A change of consciousness (Post 4)
In the fourth piece, “A Change of Consciousness,” Richard Rohr speaks for millions who have left the church. These are people who perhaps have no animosity for the church, but who simply feel drawn to a freer, more open, more unitive and non-dualistic embrace of God and spirituality generally. Richard Rohr and Barbara Brown Taylor, whom Rohr quotes at the beginning of his reflection, are two of the most popular writers at work today. They are both clergy – Rohr, a Roman Catholic, and Taylor, an Episcopalian – who express the deepest spiritual longings of many. John Philip Newell, a Presbyterian clergyman, would be another such writer and leader. These Christian leaders, and the people who are drawn to them, are people who insist that they have not left Christianity; instead, they have left the “institutional church,” which they see as an inferior expression of Christianity.
They express gratitude for the church and what it gave them. They’ve just moved on.
The problem is, if more and more people “move on” from the church, what will be left? Is the institutional church only able to tend to “the substructures and the superstructures of Christianity,” as Rohr puts it? Or is it possible that parish churches can be holy and thriving communities in which people like Rohr, Taylor, and Newell, and all whom they represent, feel at home? Can a church like St. Stephen’s be a community where such people feel as if they are able to spread their spiritual wings fully, without confining orthodoxies that require lockstep belief, or dualistic thinking that sets up theological battles and defines winners and losers?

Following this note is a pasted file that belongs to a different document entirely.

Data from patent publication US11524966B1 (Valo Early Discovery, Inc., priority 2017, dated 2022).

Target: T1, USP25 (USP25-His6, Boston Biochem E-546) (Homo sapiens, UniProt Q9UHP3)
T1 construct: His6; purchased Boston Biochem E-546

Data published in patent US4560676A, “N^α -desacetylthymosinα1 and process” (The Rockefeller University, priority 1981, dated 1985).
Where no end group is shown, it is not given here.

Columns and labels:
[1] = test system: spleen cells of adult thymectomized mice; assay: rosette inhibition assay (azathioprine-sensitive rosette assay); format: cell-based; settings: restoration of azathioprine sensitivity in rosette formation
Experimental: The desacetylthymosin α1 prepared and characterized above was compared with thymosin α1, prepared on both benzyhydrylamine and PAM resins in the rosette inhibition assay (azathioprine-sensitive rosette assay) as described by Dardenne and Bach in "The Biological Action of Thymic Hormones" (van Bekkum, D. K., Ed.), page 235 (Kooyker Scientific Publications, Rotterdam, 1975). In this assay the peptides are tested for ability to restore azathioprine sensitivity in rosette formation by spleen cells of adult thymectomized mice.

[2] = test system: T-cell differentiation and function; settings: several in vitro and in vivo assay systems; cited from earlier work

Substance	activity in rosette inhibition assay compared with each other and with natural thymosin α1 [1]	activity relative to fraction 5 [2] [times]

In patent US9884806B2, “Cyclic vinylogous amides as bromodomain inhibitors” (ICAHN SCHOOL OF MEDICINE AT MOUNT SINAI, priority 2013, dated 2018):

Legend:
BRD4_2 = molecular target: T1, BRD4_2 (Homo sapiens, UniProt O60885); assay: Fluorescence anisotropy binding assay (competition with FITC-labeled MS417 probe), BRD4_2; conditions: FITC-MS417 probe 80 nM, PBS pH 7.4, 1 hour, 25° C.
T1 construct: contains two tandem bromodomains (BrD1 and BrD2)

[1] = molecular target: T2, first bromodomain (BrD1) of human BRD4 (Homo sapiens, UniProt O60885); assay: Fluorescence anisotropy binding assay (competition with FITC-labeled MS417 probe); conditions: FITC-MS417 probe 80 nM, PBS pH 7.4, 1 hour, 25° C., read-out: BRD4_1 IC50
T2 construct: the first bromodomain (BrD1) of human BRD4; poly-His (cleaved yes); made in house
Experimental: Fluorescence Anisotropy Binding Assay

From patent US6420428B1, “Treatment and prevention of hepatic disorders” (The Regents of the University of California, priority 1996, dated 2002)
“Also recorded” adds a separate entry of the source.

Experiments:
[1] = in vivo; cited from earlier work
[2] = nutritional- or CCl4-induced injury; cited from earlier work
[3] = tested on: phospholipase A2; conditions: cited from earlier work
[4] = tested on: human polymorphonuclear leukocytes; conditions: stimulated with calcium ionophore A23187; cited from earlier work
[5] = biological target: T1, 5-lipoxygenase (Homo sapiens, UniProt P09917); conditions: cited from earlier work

Recently at St. Stephen’s, the Episcopal priest and founder of Thistle Farms, Becca Stevens, said that she had been ordained for over 20 years. “I’m pretty sure that I believe less today than I believed the day I was ordained,” she said. “But what I still believe, I believe with all my heart, and with all my soul, and with all my mind.” I suspect that Becca Stevens feels very much at home with folks like Rohr, Taylor, and Newell.
The 13th century Sufi poet, Rumi, wrote a poem that is beloved by many who say they are “spiritual but not religious.”
Out beyond ideas of wrongdoing and rightdoing,
there is a field. I’ll meet you there.
When the soul lies down in that grass,
the world is too full to talk about.
More and more people are finding the church to be too confining, so they are leaving church and seeking to meet in this field. But can a parish church be such a field and meeting place for the deep, spiritual seeking and engagement that more and more people long for? If so, what needs to change?